The end of the year is usually the time when investment experts begin to predict how equities will perform in the next 12 months. Looking back is also a worthwhile exercise.
The picture is not a pretty one. We are coming to the end of a lost half a decade for Indian equity investors despite decent economic growth over this period. Five years is a long stretch of time. The benchmark BSE Sensex has inched up at a compounded annual growth rate (CAGR) of just 2.57% since the first trading day of 2007. Bonds, bank deposits, gold and liquid funds have given better returns.
Another option is to look at the data over the past eight years. The Sensex has gone up at a CAGR of 13.54%, but this period is divided into two distinct phases: annual returns of 37.22% between December 2003 and December 2007, and negative returns of -6.06% in the next four years. A raging bull market followed by a flat market, with bouts of immense volatility in between to keep things exciting.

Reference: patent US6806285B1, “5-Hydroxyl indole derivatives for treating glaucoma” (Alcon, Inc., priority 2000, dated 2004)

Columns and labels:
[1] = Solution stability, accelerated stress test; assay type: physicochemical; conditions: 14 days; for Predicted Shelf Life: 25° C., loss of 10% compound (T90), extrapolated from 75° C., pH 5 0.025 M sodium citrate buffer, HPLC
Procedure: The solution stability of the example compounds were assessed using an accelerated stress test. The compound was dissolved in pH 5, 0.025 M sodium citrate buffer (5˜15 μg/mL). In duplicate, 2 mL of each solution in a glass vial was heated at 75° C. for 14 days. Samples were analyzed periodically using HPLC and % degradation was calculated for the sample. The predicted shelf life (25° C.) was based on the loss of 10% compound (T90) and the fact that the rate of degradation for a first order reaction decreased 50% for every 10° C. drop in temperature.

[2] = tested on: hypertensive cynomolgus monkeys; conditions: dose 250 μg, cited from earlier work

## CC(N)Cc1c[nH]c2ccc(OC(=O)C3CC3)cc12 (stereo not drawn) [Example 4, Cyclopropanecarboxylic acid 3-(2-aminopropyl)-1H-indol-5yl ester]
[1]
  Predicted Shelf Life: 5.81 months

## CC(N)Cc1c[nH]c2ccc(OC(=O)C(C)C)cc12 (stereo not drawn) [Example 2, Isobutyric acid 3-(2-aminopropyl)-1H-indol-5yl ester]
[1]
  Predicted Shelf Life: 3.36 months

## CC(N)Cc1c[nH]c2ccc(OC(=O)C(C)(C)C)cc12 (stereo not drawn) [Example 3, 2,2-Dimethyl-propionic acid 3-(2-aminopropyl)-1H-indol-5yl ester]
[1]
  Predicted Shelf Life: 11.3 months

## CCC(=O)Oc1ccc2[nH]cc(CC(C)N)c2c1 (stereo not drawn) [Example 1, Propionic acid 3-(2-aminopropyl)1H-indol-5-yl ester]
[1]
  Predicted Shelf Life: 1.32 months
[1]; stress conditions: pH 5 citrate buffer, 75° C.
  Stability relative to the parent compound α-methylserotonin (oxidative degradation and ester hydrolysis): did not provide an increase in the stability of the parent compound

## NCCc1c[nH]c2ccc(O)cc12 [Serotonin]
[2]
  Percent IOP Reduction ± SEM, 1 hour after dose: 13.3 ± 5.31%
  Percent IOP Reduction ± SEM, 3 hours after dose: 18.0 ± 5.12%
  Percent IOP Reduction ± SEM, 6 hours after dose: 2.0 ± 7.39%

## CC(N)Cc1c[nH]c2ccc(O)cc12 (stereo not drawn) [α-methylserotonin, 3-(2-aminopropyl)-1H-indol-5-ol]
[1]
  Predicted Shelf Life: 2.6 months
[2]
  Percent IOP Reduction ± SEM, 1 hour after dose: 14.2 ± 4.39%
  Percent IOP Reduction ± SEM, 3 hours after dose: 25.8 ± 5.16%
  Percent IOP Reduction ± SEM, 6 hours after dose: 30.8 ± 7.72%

Part of the explanation is obviously that real GDP growth in the first four years of this period was faster than in the second four years: 8.8% versus 8.1%. But nominal economic growth presents the opposite picture: 14% versus 16.6%.
The different rates of economic growth in these two periods do not fully explain the huge difference in returns. This means that how the stock market performs will not be dependent on the direction of the Indian economy alone in the months ahead. Global factors will have a huge role to play.